Byrne keen to put 2013 behind him

Byrne keen to put 2013 behind him
In many ways 2013 was a year to forget for Declan Byrne. It started out promisingly with the Mochtas man battling his way onto the panel for the O’Byrne Cup. It should have been the beginning of a great run in the intercounty team.

In many ways 2013 was a year to forget for Declan Byrne. It started out promisingly with the Mochtas man battling his way onto the panel for the O’Byrne Cup. It should have been the beginning of a great run in the intercounty team.

Yet, as he freely admits, he felt he wasn’t up for it and pulled out of the squad before that year’s national league campaign opened. The hunger and drive wasn’t there.

Add to that a less then stellar club season, which saw his Louth village club dumped out of the intermediate championship at the group stages and a flirtation with relegation from division two of the football league, and it becomes clear that Byrne lacked direction somewhat.

The one standout of 2013 was the success of his brother Ciaran, who made his mark on the Louth team before signing a professional contract with Carlton in the AFL.

But after Sunday’s victory over Westmeath, in which he hit two brilliant points, something of the old Byrne had returned. The life was back in the eyes. 2014 might just carve out a better path for the Mochtas man.

“I’m delighted to be back”, he beamed, “I’ve worked hard over the last few months and I’ll be trying to get my starting place now.

“Last year I just didn’t feel like I had the hunger for it and I decided to step away from it. But I’m back in now and I’m hoping to get my place.”

Certainly his two points will do much to raise his profile and catch the eye of Aidan O’Rourke, yet he knows that he has more to do, and that those scores were always in him - “It’s about time. I’ve been threatening to do that for a while now” - he smiled.

The all important league season begins in three weeks time and Byrne is keen to keep at it in training now that there are no further competitive fixtures in the meantime.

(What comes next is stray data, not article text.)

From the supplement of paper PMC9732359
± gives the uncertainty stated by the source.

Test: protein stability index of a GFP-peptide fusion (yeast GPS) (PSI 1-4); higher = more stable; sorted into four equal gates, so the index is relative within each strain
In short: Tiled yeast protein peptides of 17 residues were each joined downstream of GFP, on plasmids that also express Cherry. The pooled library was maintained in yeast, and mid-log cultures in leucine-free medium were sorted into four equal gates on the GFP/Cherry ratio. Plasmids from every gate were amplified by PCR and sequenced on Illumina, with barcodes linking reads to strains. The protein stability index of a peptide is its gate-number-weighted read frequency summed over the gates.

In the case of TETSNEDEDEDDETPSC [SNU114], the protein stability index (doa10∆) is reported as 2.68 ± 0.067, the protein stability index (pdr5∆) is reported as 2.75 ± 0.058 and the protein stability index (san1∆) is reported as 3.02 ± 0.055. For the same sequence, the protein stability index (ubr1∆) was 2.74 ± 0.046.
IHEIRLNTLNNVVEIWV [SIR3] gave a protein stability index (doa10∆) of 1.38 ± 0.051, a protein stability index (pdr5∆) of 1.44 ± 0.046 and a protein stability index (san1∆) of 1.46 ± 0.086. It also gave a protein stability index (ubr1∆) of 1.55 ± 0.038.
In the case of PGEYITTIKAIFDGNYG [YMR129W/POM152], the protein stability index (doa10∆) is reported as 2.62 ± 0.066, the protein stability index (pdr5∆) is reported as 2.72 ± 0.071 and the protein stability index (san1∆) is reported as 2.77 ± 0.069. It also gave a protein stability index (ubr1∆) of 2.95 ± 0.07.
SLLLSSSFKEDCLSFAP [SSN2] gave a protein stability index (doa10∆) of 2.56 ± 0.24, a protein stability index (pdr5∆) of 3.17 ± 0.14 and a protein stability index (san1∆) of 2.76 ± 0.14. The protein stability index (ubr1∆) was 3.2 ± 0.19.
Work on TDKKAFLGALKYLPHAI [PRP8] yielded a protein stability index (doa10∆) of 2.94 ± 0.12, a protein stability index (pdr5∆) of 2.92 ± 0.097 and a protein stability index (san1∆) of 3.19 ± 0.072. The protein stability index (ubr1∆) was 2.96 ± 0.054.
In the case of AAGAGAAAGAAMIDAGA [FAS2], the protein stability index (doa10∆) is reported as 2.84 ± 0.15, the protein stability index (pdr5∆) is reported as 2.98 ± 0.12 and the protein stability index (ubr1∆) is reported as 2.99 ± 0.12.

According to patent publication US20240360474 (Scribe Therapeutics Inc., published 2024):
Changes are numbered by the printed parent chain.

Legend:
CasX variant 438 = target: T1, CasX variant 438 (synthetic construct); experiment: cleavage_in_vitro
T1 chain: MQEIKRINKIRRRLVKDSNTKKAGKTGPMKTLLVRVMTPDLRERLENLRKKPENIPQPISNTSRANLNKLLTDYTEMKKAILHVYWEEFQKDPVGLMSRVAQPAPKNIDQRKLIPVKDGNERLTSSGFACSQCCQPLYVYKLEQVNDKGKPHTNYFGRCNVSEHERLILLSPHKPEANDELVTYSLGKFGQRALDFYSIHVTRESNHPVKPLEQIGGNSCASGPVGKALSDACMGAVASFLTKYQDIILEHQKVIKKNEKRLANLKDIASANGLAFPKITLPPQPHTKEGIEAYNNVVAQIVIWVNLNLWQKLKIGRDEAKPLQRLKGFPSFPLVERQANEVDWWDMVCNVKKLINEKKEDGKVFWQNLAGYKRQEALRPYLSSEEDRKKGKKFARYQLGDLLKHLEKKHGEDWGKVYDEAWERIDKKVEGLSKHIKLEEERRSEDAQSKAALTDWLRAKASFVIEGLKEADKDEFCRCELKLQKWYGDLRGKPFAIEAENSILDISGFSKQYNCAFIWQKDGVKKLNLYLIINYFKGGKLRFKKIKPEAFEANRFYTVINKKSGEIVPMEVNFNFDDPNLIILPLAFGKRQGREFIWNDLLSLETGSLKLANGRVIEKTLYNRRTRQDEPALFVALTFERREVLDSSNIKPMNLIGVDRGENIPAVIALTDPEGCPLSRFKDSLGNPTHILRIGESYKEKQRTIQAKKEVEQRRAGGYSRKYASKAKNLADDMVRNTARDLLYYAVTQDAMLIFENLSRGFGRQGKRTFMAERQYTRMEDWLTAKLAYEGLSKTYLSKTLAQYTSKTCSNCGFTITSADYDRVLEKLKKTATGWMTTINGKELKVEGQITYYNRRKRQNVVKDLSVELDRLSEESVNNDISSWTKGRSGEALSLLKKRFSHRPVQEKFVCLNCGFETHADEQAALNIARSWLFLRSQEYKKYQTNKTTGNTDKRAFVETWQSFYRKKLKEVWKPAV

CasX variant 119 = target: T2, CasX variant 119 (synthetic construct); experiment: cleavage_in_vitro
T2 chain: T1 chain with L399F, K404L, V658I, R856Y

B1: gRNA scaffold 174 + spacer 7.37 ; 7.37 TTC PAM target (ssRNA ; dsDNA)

“The (training) programme is quite heavy, there’s a lot of heavy running and gym work and there’s not that much room for recovery, but Mike (McGurn) and the boys know what they are doing, so I’m sure we’ll be in tip top shape come the first round of the league.”

Training for three weeks is all well and good, but having not progressed to the semi final, does he think that not having a competitive fixture is a disadvantage?

“I don’t think it will be a disadvantage. We’ll go away now and iron out any mistakes that we made and hopefully have a good few hard training sessions and get ourselves ready for Armagh.

“I’m sure Aidan and the boys will be sitting down now and looking at DVDs and telling us what we did right and what we did wrong. But Armagh is our goal in the first round of the league and it’s here in Drogheda so we’ll be pushing to win that one.”

The pitch at Drogheda, of course, comes in for a lot of scrutiny at this time of year, it’ll be the same during the league according to Byrne.

“I don’t think conditions are going to be too dissimilar, especially with the winters we get. So I suppose with a heavy pitch the work we did last year will stand to us,” finished the Mochtas man.